3. Handling different tasks will give kids the opportunity to find something that they are passionate about.

A girl who works for a local pastry shop might aspire to own a similar business in the future. A boy who looks up to his dad, who is the CEO of a big company, can be tasked to work entry-level jobs so that he would see what it really takes to run a business from the ground up. A kid who worked as a mechanic helper, a handyman helper, or a part-time painter might find an affinity to building, so much so that he studies to become an architect in the future.

When kids are encouraged to handle a variety of tasks, they are bound to find something they’re good at, are interested in or are downright passionate about. This will help them decide which career path to follow in the future.

4. Kids who work will know the value of hard work and managing their own money.

When you encourage your child to work part-time so that he or she can help add to a college fund that is already one way of teaching the value of sheer hard work. If you have a son who works at the local coffee shop during weekends, he would learn how challenging it is to earn real money. The mere fact that he is already earning money on his own will make him realize its value, and make him spend his earnings in a reasonable manner.

5. Interacting with different kinds of people will train them how to be part of a community.

Kids who worked different summer jobs at local businesses within the community would know how to deal with all sorts of people. Compare a straight A student whose only social interactions are with a few friends at school and family members, with someone who has been exposed to people from all walks of life.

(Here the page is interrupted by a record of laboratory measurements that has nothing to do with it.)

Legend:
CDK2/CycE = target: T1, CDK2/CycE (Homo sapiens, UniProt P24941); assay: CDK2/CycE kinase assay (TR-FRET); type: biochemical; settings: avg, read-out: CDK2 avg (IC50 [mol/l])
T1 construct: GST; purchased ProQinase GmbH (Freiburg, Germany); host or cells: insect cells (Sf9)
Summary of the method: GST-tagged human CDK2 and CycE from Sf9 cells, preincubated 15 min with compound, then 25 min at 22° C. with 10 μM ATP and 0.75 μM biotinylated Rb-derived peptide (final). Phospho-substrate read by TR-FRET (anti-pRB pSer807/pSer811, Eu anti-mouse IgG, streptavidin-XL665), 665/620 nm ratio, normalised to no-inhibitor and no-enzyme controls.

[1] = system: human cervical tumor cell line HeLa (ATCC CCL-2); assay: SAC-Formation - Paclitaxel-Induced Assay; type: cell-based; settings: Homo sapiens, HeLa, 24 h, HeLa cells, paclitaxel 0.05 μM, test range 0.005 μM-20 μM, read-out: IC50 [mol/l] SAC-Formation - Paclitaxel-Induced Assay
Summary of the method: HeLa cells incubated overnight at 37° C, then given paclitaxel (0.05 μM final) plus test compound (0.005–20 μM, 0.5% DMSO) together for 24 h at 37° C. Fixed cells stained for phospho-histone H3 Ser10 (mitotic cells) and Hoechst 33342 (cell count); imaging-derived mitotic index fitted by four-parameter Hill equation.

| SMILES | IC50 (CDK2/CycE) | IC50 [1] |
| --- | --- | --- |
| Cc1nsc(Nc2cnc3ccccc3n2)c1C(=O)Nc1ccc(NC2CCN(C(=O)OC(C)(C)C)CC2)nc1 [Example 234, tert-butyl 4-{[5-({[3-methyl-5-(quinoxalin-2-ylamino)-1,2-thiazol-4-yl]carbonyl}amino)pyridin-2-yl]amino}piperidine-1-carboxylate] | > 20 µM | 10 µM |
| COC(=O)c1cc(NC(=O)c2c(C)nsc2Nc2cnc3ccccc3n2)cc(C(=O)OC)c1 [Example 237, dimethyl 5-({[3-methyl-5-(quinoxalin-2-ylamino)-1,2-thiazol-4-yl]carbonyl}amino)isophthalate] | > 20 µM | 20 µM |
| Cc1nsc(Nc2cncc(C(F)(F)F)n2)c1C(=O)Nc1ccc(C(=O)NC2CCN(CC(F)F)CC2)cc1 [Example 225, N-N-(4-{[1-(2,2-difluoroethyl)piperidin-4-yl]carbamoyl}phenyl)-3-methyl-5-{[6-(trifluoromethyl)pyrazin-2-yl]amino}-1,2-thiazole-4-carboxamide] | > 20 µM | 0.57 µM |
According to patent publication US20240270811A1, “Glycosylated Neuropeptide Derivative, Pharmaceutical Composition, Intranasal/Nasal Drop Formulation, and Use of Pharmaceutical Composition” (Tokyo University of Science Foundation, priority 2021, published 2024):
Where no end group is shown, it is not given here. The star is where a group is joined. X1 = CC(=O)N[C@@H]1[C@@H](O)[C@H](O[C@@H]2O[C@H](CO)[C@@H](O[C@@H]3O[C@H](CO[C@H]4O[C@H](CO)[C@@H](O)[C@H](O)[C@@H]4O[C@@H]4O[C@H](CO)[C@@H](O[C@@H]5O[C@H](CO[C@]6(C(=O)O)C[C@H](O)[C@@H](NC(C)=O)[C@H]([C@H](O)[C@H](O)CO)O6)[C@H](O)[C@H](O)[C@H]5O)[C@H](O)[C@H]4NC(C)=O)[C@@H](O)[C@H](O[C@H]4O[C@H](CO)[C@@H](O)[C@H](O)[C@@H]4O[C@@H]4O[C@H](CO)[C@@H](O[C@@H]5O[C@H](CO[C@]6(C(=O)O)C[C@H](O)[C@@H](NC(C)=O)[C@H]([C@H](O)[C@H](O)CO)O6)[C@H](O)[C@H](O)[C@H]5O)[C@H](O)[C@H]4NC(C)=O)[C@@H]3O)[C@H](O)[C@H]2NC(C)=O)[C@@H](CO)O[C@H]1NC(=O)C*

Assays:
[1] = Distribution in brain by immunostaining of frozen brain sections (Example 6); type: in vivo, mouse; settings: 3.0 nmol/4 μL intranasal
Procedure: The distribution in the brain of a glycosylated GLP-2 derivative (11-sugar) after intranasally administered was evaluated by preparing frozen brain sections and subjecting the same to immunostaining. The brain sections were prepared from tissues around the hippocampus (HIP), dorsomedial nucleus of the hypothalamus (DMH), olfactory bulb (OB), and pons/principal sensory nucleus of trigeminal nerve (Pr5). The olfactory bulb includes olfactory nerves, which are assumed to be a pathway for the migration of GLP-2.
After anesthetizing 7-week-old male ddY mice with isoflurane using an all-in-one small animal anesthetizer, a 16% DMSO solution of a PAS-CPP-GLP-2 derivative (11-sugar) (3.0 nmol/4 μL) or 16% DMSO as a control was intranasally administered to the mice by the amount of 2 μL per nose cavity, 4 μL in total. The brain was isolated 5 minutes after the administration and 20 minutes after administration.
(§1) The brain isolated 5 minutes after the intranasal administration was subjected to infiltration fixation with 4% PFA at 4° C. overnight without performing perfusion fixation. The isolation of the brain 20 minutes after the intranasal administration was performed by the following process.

The latter kid would thrive in almost any environment while the former might find it difficult to adapt to the real world once he or she is out of college. Dealing with bosses, yuppies, ordinary folks, taxi drivers, total strangers, fellow kids and a variety of personalities would help develop your kid’s social skills – something which can only be learned once you let his or her world grow by taking on a real job.

6. They will learn about real world responsibility.

Did you know that in Japan, there has been a long standing tradition of students cleaning their own schools? These kids are made responsible for the cleanliness and orderliness of their schools, so much so that they are all tasked to clean the toilets at one point or another. If you’re a student who knows how difficult and icky it is to clean a dirty toilet, you would think twice about using it improperly the next time.

This is a practice that you would not necessarily find at schools in the US, although you can do the next best thing which is require your kid to do his or her share of the household chores – and take on a real job at a local business once it’s already age-appropriate.

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7. They can gain that oh-so-important job experience.

No matter how excellent someone’s academic record is, it will all be for naught of a prospective employee will crumble under the stress of working in the real world. A young woman who graduated summa cum laude at a university, and was hired as an entry-level employee at a prestigious company may succumb to the pressure of holding down a real summer job if she has zero work experience.